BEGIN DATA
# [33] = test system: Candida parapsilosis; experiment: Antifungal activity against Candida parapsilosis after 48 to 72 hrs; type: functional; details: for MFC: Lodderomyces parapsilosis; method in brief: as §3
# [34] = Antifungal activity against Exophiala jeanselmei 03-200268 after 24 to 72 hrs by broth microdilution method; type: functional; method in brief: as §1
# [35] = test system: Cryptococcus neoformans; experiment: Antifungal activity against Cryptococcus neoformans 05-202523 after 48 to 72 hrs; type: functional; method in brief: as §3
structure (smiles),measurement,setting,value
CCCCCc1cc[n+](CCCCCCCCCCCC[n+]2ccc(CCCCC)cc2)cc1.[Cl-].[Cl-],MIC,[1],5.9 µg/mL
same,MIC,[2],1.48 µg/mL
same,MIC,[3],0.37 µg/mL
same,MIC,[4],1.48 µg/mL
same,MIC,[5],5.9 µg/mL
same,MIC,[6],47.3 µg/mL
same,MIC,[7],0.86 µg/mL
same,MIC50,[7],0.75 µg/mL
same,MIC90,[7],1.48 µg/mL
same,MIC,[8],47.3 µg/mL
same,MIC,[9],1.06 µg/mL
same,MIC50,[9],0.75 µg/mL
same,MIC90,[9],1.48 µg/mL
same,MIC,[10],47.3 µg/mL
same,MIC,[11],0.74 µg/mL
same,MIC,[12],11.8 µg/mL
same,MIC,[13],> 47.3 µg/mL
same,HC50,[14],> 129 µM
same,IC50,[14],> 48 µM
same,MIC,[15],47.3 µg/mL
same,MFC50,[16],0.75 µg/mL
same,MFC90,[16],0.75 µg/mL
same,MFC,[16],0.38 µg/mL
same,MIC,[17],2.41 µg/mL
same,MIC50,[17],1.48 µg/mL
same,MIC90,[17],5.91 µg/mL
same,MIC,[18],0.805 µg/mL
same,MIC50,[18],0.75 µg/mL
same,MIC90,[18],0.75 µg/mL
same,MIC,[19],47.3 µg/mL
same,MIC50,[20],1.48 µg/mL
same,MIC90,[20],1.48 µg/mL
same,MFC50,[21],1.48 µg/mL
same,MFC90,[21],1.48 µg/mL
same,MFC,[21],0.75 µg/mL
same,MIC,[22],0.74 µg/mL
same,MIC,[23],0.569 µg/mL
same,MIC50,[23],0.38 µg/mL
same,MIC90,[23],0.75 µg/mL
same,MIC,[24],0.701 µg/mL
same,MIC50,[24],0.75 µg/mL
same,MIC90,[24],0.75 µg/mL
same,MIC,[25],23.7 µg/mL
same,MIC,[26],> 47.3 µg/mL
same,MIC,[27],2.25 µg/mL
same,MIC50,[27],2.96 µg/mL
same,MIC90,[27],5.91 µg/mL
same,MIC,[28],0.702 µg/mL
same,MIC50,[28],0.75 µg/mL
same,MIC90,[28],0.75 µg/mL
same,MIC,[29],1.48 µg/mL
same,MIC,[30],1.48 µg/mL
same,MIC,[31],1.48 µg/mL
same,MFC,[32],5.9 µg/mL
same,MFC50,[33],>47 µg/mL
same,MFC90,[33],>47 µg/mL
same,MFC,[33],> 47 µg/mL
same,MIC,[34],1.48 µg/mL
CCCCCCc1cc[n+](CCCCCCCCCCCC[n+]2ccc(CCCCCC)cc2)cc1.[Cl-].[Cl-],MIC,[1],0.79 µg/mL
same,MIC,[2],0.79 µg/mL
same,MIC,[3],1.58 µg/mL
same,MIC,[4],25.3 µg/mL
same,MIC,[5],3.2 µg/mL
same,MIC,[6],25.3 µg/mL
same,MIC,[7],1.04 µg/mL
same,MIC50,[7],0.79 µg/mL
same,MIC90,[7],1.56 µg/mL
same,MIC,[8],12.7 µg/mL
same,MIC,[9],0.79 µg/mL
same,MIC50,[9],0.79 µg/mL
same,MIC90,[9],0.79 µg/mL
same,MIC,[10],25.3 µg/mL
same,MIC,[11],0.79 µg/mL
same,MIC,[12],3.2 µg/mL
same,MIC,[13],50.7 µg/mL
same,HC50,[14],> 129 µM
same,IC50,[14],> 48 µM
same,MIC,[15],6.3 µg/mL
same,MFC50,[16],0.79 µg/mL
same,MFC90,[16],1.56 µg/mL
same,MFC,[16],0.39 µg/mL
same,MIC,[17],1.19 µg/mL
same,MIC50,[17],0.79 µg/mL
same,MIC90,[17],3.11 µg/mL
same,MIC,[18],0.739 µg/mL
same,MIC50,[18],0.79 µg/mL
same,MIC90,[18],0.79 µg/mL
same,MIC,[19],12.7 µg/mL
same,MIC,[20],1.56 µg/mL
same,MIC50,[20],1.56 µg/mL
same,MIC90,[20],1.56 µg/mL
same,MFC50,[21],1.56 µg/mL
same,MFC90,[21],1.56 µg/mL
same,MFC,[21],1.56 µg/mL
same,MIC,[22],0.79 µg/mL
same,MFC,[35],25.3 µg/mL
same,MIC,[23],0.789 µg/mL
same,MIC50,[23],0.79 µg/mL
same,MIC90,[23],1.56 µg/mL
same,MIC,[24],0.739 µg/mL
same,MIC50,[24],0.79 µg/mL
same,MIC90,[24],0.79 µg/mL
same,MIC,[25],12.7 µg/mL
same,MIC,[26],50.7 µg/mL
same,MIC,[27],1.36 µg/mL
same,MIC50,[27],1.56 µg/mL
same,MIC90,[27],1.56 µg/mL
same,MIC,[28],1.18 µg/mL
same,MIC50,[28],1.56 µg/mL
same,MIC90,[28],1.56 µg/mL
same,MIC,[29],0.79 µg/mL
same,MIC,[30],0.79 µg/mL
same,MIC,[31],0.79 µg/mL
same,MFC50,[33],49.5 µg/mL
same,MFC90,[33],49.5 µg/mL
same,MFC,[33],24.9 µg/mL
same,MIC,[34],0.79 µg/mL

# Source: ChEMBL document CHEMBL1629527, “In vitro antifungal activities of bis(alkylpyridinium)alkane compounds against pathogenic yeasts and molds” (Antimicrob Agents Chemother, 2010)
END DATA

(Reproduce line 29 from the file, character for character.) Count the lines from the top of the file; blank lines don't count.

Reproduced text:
same,MIC50,[17],1.48 µg/mL